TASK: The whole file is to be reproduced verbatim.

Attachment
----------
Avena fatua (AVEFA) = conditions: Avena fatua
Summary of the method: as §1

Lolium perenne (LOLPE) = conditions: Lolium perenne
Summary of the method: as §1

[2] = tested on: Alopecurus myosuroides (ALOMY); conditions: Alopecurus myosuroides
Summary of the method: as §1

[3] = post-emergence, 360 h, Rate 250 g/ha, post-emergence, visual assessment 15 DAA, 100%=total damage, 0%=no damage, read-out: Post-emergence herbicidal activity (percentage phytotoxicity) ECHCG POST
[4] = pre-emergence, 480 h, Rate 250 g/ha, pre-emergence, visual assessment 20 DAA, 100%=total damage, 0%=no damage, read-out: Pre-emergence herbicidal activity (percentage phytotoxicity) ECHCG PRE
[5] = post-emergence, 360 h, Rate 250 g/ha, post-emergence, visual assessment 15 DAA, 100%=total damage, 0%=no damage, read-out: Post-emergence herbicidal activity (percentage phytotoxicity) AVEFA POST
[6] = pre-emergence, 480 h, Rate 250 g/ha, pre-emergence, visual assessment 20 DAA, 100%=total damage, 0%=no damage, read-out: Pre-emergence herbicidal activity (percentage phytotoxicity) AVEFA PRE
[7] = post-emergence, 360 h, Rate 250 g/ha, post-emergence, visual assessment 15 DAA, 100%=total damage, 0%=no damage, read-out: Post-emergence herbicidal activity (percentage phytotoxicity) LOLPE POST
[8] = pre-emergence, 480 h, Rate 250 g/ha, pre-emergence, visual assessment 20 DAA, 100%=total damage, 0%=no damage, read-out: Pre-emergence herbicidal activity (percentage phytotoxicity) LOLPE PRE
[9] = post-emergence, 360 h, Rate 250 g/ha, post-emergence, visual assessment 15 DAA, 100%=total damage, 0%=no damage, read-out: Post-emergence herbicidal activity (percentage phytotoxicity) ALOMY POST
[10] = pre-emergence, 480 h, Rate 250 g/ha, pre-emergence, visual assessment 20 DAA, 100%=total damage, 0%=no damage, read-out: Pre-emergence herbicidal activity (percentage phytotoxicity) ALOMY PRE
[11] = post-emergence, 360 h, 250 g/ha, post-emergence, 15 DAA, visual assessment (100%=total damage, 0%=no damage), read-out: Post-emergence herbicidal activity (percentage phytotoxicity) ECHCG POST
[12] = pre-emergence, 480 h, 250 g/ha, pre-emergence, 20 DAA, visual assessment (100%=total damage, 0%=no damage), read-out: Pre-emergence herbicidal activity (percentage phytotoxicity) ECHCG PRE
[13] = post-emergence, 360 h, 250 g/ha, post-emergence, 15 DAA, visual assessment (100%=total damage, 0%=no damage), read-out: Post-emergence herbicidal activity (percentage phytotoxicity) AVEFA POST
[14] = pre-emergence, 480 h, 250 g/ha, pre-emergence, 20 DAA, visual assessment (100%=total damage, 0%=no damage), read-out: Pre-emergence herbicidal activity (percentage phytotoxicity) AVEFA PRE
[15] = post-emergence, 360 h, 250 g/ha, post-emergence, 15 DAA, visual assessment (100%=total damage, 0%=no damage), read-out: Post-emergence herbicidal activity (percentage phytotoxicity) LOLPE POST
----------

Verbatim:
Avena fatua (AVEFA) = conditions: Avena fatua
Summary of the method: as §1

Lolium perenne (LOLPE) = conditions: Lolium perenne
Summary of the method: as §1

[2] = tested on: Alopecurus myosuroides (ALOMY); conditions: Alopecurus myosuroides
Summary of the method: as §1

[3] = post-emergence, 360 h, Rate 250 g/ha, post-emergence, visual assessment 15 DAA, 100%=total damage, 0%=no damage, read-out: Post-emergence herbicidal activity (percentage phytotoxicity) ECHCG POST
[4] = pre-emergence, 480 h, Rate 250 g/ha, pre-emergence, visual assessment 20 DAA, 100%=total damage, 0%=no damage, read-out: Pre-emergence herbicidal activity (percentage phytotoxicity) ECHCG PRE
[5] = post-emergence, 360 h, Rate 250 g/ha, post-emergence, visual assessment 15 DAA, 100%=total damage, 0%=no damage, read-out: Post-emergence herbicidal activity (percentage phytotoxicity) AVEFA POST
[6] = pre-emergence, 480 h, Rate 250 g/ha, pre-emergence, visual assessment 20 DAA, 100%=total damage, 0%=no damage, read-out: Pre-emergence herbicidal activity (percentage phytotoxicity) AVEFA PRE
[7] = post-emergence, 360 h, Rate 250 g/ha, post-emergence, visual assessment 15 DAA, 100%=total damage, 0%=no damage, read-out: Post-emergence herbicidal activity (percentage phytotoxicity) LOLPE POST
[8] = pre-emergence, 480 h, Rate 250 g/ha, pre-emergence, visual assessment 20 DAA, 100%=total damage, 0%=no damage, read-out: Pre-emergence herbicidal activity (percentage phytotoxicity) LOLPE PRE
[9] = post-emergence, 360 h, Rate 250 g/ha, post-emergence, visual assessment 15 DAA, 100%=total damage, 0%=no damage, read-out: Post-emergence herbicidal activity (percentage phytotoxicity) ALOMY POST
[10] = pre-emergence, 480 h, Rate 250 g/ha, pre-emergence, visual assessment 20 DAA, 100%=total damage, 0%=no damage, read-out: Pre-emergence herbicidal activity (percentage phytotoxicity) ALOMY PRE
[11] = post-emergence, 360 h, 250 g/ha, post-emergence, 15 DAA, visual assessment (100%=total damage, 0%=no damage), read-out: Post-emergence herbicidal activity (percentage phytotoxicity) ECHCG POST
[12] = pre-emergence, 480 h, 250 g/ha, pre-emergence, 20 DAA, visual assessment (100%=total damage, 0%=no damage), read-out: Pre-emergence herbicidal activity (percentage phytotoxicity) ECHCG PRE
[13] = post-emergence, 360 h, 250 g/ha, post-emergence, 15 DAA, visual assessment (100%=total damage, 0%=no damage), read-out: Post-emergence herbicidal activity (percentage phytotoxicity) AVEFA POST
[14] = pre-emergence, 480 h, 250 g/ha, pre-emergence, 20 DAA, visual assessment (100%=total damage, 0%=no damage), read-out: Pre-emergence herbicidal activity (percentage phytotoxicity) AVEFA PRE
[15] = post-emergence, 360 h, 250 g/ha, post-emergence, 15 DAA, visual assessment (100%=total damage, 0%=no damage), read-out: Post-emergence herbicidal activity (percentage phytotoxicity) LOLPE POST